Viewed by 730
Abstract
In the 75 years since the end of World War II there is still no agreement on the answer to the question of why the presumed race between the USA and Nazi-Germany to build the atomic bomb did not take place. New insights [...] Read more.
In the 75 years since the end of World War II there is still no agreement on the answer to the question of why the presumed race between the USA and Nazi-Germany to build the atomic bomb did not take place. New insights and answers are derived from a detailed analysis of the most important document on the subject, the official report of a German army ordnance dated February 1942. This authoritative document has so far not been adequately analyzed. It has been overlooked, particularly that the goal of the Uranium Project was the demonstration of a self-sustaining chain reaction as a precondition for any future work on power reactors and an atomic bomb. This paper explores why Werner Heisenberg and his colleagues did not meet this goal and what prevented a bomb development program. Further evidence is derived from the research reports of the Uranium Project and from the Farm Hall transcripts. Additional conclusions can be drawn from the omission of experiments, which could have been possible and would have been mandatory if the atomic bomb would have been the aim of the program. Special consideration is given to the role of Heisenberg in the Uranium Project. Full article
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Article
Robustness Study of Electro-Nuclear Scenario under Disruption
J. Nucl. Eng. 2021, 2(1), 1-8; https://0-doi-org.brum.beds.ac.uk/10.3390/jne2010001 - 28 Jan 2021
Viewed by 487
Abstract
As the future of nuclear power is uncertain, only choosing one development objective for the coming decades can be risky; while trying to achieve several possible objectives at the same time may lead to a deadlock due to contradiction among them. In this [...] Read more.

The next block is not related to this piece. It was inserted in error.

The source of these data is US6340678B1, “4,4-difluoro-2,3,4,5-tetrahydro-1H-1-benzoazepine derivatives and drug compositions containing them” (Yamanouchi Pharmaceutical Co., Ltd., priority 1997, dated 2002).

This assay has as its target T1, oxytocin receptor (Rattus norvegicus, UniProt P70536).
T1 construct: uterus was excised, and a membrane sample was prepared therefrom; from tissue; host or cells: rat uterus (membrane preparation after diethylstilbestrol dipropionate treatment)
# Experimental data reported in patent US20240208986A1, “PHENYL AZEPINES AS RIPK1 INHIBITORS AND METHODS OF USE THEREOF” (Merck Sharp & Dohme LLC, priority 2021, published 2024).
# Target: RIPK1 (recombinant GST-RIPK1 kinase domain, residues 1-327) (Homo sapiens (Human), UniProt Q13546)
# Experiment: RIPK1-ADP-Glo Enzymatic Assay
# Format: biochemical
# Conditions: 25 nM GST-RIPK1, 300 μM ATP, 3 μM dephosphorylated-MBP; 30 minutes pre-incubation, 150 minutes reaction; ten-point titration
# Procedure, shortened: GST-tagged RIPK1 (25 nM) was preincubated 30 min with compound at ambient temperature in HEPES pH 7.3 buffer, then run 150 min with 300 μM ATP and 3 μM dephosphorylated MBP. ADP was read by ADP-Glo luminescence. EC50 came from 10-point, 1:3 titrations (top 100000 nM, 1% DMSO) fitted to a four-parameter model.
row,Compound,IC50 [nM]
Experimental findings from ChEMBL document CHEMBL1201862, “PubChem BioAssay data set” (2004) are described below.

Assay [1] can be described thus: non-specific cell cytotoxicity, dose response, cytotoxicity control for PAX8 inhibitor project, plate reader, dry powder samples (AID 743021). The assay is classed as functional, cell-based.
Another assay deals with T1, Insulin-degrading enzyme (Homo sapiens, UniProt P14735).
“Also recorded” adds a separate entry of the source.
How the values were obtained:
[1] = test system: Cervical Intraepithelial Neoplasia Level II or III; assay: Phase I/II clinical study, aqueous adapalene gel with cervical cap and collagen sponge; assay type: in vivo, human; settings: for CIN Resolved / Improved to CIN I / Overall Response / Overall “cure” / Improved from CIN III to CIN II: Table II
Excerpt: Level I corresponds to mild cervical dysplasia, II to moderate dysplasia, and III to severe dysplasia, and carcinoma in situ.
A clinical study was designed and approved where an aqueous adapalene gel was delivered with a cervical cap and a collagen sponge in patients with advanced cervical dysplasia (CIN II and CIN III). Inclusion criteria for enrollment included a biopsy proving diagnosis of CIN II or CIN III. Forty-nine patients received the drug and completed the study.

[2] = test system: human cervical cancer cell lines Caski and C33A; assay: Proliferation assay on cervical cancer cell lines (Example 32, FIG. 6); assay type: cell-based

As the future of nuclear power is uncertain, only choosing one development objective for the coming decades can be risky; while trying to achieve several possible objectives at the same time may lead to a deadlock due to contradiction among them. In this work, we study a simple scenario to illustrate the newly developed method of robustness study, which considers possible change of objectives. Starting from the current French fleet, two objectives are considered regarding the possible political choices for the future of nuclear power: A. Complete substitution of Pressurized Water Reactors by Sodium-cooled Fast Reactors in 2180; B. Minimization of all potential nuclear wastes without SFR deployment in 2180. To study the robustness of strategies, the disruption of objective is considered: the objective to be pursued is possibly changed abruptly from A into B at unknown time. To minimize the consequence of such uncertainty, the first option is to identify a robust static strategy, which shows the best performance for both objectives A and B in the predisruption situation. The second option is to adapt a trajectory which pursues initially objective A, for objective B in case of the disruption. To identify and to analyze the adaptively robust strategies, outcomes of possible adaptations upon a given trajectory are compared with the robust static optimum. The temporality of adaptive robustness is analyzed by investigating different adaptation times. Full article
(This article belongs to the Special Issue Selected Papers from PHYSOR 2020)